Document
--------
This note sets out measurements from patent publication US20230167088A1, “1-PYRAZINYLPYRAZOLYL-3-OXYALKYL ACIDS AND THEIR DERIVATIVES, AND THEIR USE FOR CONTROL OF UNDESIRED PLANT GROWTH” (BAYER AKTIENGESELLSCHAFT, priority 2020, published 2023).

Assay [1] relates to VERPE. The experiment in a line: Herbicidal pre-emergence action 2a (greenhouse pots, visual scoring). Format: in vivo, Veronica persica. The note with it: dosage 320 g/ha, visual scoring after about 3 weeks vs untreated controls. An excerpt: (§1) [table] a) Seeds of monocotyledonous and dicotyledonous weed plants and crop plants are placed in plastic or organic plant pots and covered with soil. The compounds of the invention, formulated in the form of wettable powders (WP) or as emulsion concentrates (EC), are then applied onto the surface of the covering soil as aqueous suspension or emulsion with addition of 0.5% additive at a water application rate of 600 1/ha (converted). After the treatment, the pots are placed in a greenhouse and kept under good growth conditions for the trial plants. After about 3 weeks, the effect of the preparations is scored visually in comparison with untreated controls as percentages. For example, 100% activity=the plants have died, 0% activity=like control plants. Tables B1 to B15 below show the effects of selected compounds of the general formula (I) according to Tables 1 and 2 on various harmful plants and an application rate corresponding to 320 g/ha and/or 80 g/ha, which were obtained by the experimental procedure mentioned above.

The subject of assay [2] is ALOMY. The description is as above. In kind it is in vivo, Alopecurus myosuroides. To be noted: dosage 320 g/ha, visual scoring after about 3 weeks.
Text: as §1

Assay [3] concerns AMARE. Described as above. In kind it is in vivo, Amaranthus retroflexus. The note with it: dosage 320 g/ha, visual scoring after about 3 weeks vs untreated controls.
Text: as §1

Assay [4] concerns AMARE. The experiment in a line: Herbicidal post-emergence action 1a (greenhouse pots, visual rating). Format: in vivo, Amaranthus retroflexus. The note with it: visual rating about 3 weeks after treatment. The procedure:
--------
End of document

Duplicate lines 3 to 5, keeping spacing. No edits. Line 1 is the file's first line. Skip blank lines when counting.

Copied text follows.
The subject of assay [2] is ALOMY. The description is as above. In kind it is in vivo, Alopecurus myosuroides. To be noted: dosage 320 g/ha, visual scoring after about 3 weeks.
Text: as §1

Assay [3] concerns AMARE. Described as above. In kind it is in vivo, Amaranthus retroflexus. The note with it: dosage 320 g/ha, visual scoring after about 3 weeks vs untreated controls.